Business + Marketing

How to Find a Balance with Social Media When You Own a Business

May 20, 2019

By Arlene Evans

Photo © Sandra Coan

It’s hard to imagine our world without social media today. It’s always there, whether we’re at work, at home or hanging out with our friends. We depend on Facebook to tell us where the parties are, who has gotten married, who just had a baby, where people are eating and what they’ve ordered. Instagram allows us to peruse beautiful images, daydream about where you want to take your next vacation when you see your friend’s images from Costa Rica and watch Insta Stories about puppies. And then there’s Twitter—the platform has been a little tainted as of late by its political messages, but people still use it as a source for real and fake news. There’s a blurry line between personal and business when you use these platforms, so it’s important to ask yourselves: When is it too much, and can I afford to take time off?

I originally joined Facebook and Instagram to “spy” on my children (there was quite a debate between the two of them as to whether they should accept my friend request!). But I quickly realized that to stay on top of trends and updates about photographers worldwide, I needed these tools to do my job. I spend time searching for business accounts as opposed to personal ones, even though many photographers only have one that they use. I’ve gotten the names of new photographers and went on Instagram to see how many followers they have. But does that number make them an “influencer” in the industry? The key is to gauge the amount of engagement on their social media pages. If a photographer posts an amazing image that gets 5,000 likes but only 10 comments, then I get a little suspicious about the number of real followers that they have

Facebook can be a great marketing tool for photographers to attract new clients. You share a few wedding or family portrait images, tag the clients (with their permission, of course) and they’ll share it as well. How many weddings have been booked based on a bride’s friend who saw her wedding images online? And what about the travel photographer who has a million followers on Instagram and is being pursued by major ad agencies?  Can you really afford to sign off?

Sandra Coan, a family, newborn and film photographer who is based in Seattle and ran a Platform Class at WPPI this past February, doesn’t let social media take over her life. She uses a scheduling website (, but there are others), batches her photos, saves her hashtags and schedules her business posts throughout the week. She also keeps a Google spreadsheet with all the copy she has written to use again at a later date. Her philosophy is “be smart about your social media strategy and think like a marketer,” and that has helped her to grow her business.

Everyone throws around the phrase “work/life balance,” but there is a way to keep your business running and still have time for family, friends and activities that you like to do. No one expects to totally disconnect. And it’s so much harder for wedding and portrait photographers who are self-employed. Here are a few ways to clear your head of that incessant blue light:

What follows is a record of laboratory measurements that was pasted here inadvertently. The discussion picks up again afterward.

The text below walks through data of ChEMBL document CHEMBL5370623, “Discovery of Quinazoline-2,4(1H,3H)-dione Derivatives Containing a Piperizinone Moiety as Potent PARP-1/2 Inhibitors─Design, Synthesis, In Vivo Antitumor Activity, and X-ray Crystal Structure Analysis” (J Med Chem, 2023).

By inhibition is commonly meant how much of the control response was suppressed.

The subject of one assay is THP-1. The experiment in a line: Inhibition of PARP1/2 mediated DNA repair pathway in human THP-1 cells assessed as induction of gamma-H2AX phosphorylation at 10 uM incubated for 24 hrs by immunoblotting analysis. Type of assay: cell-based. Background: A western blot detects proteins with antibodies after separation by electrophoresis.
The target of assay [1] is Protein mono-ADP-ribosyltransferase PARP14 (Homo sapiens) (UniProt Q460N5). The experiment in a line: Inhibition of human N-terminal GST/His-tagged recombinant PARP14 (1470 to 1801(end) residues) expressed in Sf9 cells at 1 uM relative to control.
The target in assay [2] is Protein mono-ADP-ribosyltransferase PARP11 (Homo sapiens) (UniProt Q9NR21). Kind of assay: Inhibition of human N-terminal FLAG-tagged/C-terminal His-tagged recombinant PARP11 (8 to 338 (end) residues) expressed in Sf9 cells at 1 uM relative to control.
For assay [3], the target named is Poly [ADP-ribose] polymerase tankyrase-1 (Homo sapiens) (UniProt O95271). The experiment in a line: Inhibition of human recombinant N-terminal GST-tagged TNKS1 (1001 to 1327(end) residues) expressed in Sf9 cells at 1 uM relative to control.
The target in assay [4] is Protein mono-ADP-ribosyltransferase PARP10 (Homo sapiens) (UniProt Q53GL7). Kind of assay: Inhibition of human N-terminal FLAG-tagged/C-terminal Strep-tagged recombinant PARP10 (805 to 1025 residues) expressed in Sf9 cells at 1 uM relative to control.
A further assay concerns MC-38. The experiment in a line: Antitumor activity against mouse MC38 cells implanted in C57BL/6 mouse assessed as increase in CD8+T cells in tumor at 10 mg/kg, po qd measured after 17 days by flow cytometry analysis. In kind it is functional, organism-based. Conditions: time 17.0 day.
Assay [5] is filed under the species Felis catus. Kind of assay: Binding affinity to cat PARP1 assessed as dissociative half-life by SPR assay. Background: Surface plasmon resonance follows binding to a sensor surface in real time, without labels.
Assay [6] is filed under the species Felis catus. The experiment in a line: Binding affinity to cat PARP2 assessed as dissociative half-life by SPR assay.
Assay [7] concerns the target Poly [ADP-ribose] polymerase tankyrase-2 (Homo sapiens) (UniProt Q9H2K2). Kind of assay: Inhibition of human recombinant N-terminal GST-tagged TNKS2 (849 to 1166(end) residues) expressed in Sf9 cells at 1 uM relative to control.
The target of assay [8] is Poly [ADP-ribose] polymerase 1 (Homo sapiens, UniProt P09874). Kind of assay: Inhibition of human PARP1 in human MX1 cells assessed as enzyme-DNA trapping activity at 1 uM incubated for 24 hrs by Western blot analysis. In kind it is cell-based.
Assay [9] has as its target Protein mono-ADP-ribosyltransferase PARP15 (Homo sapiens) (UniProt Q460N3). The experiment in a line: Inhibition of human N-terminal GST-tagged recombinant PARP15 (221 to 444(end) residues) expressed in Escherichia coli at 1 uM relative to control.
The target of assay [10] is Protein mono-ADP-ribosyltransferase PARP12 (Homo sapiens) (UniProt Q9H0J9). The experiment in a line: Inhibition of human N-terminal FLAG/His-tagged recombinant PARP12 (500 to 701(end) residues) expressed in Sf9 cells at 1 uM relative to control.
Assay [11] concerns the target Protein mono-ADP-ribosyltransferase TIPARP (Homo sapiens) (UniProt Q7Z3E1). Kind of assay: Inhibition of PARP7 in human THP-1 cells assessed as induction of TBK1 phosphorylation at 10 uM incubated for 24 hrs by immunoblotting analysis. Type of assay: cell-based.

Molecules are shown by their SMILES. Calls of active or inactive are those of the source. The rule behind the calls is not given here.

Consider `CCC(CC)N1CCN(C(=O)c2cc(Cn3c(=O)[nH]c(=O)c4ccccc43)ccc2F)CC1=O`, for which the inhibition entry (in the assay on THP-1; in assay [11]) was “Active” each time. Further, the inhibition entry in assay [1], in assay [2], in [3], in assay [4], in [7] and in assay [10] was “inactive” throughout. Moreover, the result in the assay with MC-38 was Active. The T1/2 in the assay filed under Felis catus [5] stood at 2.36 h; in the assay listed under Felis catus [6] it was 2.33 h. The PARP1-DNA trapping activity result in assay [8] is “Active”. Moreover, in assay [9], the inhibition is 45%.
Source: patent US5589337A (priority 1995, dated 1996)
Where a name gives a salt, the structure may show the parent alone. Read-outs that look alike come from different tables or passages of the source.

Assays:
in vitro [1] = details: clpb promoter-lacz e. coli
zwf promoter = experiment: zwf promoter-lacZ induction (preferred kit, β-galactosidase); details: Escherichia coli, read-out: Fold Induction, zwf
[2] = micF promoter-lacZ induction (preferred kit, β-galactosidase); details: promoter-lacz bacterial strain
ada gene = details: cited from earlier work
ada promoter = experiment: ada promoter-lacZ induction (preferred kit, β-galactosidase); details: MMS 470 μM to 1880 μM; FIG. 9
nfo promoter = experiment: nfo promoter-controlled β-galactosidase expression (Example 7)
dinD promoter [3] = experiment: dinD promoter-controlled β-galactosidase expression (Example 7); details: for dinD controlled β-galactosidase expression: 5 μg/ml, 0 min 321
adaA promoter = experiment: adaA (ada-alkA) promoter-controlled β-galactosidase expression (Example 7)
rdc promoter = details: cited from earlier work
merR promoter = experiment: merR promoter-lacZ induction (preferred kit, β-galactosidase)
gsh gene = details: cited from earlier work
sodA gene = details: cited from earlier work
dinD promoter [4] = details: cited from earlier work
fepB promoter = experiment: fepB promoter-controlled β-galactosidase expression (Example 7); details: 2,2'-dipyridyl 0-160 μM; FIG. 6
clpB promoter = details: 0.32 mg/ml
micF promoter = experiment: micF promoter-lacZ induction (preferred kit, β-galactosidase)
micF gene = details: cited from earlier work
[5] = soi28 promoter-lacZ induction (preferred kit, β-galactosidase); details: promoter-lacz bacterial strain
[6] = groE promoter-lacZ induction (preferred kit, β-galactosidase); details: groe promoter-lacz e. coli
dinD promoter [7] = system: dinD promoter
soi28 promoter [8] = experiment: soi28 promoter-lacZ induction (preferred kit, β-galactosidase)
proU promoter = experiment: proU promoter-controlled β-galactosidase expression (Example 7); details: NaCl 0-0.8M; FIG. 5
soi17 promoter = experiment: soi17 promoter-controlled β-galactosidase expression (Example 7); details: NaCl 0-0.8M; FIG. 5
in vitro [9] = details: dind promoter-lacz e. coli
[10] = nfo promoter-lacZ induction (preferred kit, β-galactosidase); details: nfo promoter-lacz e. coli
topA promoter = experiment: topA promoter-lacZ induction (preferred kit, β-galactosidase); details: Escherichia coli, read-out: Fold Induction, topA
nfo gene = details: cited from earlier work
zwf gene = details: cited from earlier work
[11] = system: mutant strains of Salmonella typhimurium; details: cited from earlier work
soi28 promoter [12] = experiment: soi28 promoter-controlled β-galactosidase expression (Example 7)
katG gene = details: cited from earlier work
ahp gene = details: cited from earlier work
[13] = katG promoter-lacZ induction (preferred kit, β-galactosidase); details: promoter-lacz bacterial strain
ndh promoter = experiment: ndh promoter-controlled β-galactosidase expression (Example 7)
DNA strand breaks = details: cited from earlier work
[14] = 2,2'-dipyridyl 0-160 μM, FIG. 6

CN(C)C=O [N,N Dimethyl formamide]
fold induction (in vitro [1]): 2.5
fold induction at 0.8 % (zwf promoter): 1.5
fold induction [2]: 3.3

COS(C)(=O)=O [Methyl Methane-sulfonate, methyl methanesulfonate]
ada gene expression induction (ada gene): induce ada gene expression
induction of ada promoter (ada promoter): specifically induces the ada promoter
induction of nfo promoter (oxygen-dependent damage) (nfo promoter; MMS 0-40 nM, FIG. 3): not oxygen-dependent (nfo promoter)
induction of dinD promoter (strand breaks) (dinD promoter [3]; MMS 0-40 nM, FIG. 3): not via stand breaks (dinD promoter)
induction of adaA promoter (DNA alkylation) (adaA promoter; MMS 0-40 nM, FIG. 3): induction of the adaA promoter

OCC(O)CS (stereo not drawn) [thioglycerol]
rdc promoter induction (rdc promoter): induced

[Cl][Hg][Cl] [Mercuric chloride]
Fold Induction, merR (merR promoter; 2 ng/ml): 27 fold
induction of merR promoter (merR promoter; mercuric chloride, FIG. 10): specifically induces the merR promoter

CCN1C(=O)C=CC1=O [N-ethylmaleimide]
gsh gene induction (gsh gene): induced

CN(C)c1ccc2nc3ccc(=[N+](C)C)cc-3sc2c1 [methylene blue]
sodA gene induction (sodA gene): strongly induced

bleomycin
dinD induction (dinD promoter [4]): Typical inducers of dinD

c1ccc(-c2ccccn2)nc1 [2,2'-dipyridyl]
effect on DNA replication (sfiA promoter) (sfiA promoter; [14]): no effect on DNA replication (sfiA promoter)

• Stop looking at your screens  at least an hour before you go to bed. Sounds harsh, but it’s an easy habit to break. Scientists have found that the blue light emitting from your phone can wake you up so it’s hard to fall asleep. It interrupts your circadian rhythm and hurts your body’s ability to produce melatonin, which is an important hormone that works to regulate your circadian cycle.

• Read a book instead! Studies have shown that the light emitted from an e-reader does not have the same effect on sleep as the blue light that you have from other devices. Or better yet, read a real book! When was the last time you did that?

• Be present when you’re with family and friends. I love the idea of putting phones in the middle of the table when out with friends and the first one to reach for it must buy the next round of drinks (or appetizers). 

• Create a social media calendar. Take one day a week and set up your posts in advance so that you don’t have to worry about fitting it into your daily schedule.

• Set business boundaries. Decide how many times you need to check your emails, Facebook and Instagram during the day, and stick to that schedule. Then you won’t be worrying about missing something; you know that you’ll catch up on everything in 30 minutes, 60 minutes or whenever you decide to look.

• Spend some time with other photographers. That’s what I love about WPPI—people meet at the show, start sharing ideas and maintain those relationships long after they leave Las Vegas. You may be self-employed but there’s a community out there that shares your struggles and concerns, and they’re at WPPI.

Arlene Evans is the conference producer for WPPI. Previously, she was head of the photography channel at CreativeLive, and before that the Director of WPPI. Email her your feedback:

Related: 10 Questions for Arlene Evans, WPPI’s New Conference Producer and Thoughtful Community Builder

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